Renewed interest in Chesterton is bringing people to the faith

G.K. Chesterton

G.K. ChestertonCHARLESTON—Gilbert Keith Chesterton, 1874-1936, is best known as a prolific British journalist, essayist and novelist who wrote more than 100 books. He also converted to Catholicism, and his writings on Christianity helped C.S. Lewis abandon atheism.

A recent revival of interest in Chesterton’s perspective on values, life and faith is leading many people, Catholic and non-Catholic, to search out his work, meet together and discuss its relevance.

Minnesota-based author Dale Ahlquist is at the forefront of the revival in the United States, and hopes to teach people in the Diocese of Charleston about the writer and his message during two talks planned for May 25 and 26 in Charleston.

Ahlquist is the founder of the American Chesterton Society,, author of two books on Chesterton, and host of the series “G.K. Chesterton: The Apostle of Common Sense” on the Eternal Word Television Network.

He has also written and lectured extensively; founded the Chesterton Academy, an independent high school in the Twin Cities; and is executive producer of “Manalive,” a film to be released later this year.

Ahlquist was originally an evangelical Protestant and a huge fan of C.S. Lewis. He said he learned that Chesterton was a big influence on Lewis, so he decided to go to the source.

When he first read Chesterton, he felt similar to British novelist Dorothy Sayers, who said the writer was “a strong wind coming into the building and blowing out all the windows.”

“I knew I had encountered a writer like none other,” Ahlquist said. “He was more profound, more complete, and more delightful. He wrote about everything, in all different genres, and did it all frighteningly well. I was astonished by his utter command of the language, but also his command of ideas. Words and ideas are toys to him, but they are also tools in the service of truth.”

Chesterton’s writings, including powerful books on Christianity such as “Orthodoxy” (1908) and “The Everlasting Man” (1927), were the main influences that eventually led Ahlquist to convert to Catholicism.

He started the Chesterton Society because he wanted to expose people to the writer’s work and impact, which had been ignored by mainstream academics and media.

In recent years, Ahlquist said, more young people have become attracted to Chesterton’s work, and devotees have formed local societies around the country.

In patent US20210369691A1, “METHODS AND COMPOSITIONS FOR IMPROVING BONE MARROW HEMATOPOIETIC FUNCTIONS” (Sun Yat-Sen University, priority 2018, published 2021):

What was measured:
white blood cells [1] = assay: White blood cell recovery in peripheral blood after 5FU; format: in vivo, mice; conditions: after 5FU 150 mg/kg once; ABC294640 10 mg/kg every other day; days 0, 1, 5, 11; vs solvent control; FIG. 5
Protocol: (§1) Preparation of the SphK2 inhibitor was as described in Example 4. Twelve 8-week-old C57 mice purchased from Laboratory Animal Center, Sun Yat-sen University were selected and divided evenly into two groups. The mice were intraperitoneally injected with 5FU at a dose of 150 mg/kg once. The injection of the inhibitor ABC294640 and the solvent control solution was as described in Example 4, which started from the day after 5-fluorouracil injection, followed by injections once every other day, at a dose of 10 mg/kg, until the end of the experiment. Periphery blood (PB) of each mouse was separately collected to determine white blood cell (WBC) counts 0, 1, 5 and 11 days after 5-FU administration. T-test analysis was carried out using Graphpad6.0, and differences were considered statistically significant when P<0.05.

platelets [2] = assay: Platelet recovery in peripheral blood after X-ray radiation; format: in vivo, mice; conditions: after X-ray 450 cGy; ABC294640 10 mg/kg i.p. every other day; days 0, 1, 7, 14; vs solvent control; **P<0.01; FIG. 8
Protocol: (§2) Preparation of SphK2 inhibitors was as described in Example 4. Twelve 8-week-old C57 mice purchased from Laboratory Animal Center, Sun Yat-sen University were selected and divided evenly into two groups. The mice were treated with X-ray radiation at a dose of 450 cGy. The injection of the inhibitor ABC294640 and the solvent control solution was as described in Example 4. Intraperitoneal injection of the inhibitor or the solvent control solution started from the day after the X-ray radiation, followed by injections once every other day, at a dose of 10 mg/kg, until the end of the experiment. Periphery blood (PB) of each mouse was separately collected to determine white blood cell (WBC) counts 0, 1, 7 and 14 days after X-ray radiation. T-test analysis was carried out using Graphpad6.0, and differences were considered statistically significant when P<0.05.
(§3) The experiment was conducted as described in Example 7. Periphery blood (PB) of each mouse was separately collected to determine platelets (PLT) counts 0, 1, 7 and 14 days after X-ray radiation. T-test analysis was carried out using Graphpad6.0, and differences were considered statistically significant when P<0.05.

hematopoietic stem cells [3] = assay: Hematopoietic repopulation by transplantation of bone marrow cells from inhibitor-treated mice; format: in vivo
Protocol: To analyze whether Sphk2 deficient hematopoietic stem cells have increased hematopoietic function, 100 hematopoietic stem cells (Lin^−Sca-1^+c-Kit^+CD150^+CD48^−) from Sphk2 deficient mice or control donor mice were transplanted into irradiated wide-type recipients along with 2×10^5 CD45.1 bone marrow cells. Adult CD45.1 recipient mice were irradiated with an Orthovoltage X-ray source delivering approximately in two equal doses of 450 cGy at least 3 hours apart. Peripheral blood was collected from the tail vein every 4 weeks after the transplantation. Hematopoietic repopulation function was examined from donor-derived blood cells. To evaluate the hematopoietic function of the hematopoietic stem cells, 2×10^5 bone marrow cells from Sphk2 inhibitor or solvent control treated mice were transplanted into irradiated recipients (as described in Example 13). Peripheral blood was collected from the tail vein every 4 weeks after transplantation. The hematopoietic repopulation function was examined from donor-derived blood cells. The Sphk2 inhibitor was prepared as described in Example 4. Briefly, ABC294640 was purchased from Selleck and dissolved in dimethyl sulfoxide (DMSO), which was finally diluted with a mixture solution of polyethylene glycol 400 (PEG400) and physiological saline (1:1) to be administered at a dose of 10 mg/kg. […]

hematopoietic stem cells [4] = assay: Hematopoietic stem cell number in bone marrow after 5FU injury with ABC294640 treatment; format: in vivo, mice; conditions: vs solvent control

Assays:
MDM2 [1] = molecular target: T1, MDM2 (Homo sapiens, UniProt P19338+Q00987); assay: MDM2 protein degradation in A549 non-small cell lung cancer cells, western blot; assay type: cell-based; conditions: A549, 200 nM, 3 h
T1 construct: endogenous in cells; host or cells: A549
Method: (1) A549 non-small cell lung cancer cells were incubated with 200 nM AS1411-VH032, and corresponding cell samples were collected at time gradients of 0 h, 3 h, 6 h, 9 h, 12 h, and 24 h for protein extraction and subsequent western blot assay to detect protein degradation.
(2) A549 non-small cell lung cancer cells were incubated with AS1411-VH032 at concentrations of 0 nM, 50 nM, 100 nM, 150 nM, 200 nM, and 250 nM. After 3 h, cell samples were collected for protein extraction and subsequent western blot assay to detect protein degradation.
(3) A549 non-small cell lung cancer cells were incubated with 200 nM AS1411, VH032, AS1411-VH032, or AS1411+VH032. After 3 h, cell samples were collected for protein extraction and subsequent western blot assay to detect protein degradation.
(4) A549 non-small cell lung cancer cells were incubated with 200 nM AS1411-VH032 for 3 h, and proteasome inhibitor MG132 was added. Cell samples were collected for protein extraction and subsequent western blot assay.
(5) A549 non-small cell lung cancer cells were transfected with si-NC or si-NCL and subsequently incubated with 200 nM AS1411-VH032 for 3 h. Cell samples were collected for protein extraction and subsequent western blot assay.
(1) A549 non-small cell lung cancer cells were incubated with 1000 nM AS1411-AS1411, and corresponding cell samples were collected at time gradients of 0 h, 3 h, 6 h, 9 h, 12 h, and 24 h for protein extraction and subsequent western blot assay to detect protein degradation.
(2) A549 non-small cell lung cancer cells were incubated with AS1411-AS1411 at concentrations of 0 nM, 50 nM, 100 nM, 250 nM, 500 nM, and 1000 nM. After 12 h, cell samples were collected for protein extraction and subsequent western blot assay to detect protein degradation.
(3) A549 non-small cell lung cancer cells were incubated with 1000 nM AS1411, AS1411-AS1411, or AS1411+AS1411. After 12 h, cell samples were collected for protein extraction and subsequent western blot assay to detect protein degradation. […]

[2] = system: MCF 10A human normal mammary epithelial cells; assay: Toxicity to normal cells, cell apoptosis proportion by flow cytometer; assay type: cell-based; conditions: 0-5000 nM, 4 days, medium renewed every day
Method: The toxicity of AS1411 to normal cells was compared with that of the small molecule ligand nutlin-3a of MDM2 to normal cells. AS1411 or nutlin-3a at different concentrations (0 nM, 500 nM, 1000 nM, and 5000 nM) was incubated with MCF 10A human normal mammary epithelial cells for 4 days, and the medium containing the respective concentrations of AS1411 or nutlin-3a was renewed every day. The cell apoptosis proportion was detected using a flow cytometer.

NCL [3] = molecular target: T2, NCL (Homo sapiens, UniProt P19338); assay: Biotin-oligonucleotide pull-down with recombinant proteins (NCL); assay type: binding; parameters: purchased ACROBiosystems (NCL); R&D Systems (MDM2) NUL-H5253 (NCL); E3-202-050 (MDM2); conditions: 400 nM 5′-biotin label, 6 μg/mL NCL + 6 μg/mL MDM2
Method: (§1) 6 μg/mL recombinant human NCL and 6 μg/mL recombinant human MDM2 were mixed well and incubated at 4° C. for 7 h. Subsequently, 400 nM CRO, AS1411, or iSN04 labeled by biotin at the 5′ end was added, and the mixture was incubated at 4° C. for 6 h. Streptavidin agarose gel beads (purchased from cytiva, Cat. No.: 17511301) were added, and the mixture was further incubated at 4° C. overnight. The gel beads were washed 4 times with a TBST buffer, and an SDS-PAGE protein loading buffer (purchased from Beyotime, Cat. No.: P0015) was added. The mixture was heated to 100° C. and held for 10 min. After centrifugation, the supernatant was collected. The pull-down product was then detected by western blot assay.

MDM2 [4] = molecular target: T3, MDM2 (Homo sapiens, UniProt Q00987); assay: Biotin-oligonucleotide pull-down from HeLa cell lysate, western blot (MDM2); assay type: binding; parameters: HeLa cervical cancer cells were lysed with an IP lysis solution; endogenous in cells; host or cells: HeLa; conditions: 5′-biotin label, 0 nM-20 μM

He fascinates people today because of the scope of his outlook, Ahlquist said, and because he wrote with wit and emotion on everything from literature and politics to philosophy.

The writer argued against the excesses of both capitalism and socialism, and defended the common man, family and beauty.

“I’ve often said that he seems to be writing more about our time than his own time, which was 100 years ago,” Ahlquist said. “He defended the faith, but he also defended the family. He defended life. He also defended liberty. I don’t think people realize how many of our simple liberties have been taken away in the present age. Chesterton saw all of this coming.”

Ahlquist said Chesterton is an effective Catholic apologist because he conveys the excitement and beauty of life founded in the Gospel message.

“Chesterton shows the completeness of the Catholic faith,” he said. “We need Chesterton’s paradoxes to get us to see that obedience is a greater adventure than disobedience, that the life of faith is more exciting than the dullness of doubt, and that truth doesn’t change but fashions and fads change all the time.”

He also offers a profound message about the importance of living a faith-filled life in a secular world.

“As Chesterton says, ‘A dead thing can go with the stream. Only a living thing can go against it,’” Ahlquist said.

Ahlquist will present “Who is ‘The Apostle of Common Sense?’” at 7 p.m. May 25 in the Cathedral of St. John the Baptist parish center. He will talk about Chesterton’s approach to Catholicism in “Why I Am a Catholic” at 7 p.m. May 26 at Pauline Books and Media, 243 King St. For information, call Pauline Sister Clare Stephen at (843) 830-2748.

Chesterton’s major works

The Napoleon of Notting Hill (1 904)

Heretics (1905)

Charles Dickens: A Critical Study (1906)

The Man Who Was Thursday (1908)

Orthodoxy (1908)

The Ballad of the White Horse (1911)

Manalive (1912)

Father Brown short stories (1911-1936)

Eugenics and Other Evils (1922)

St. Francis of Assisi (1923)

The Everlasting Man (1925)

St. Thomas Aquinas: “The Dumb Ox” (1933)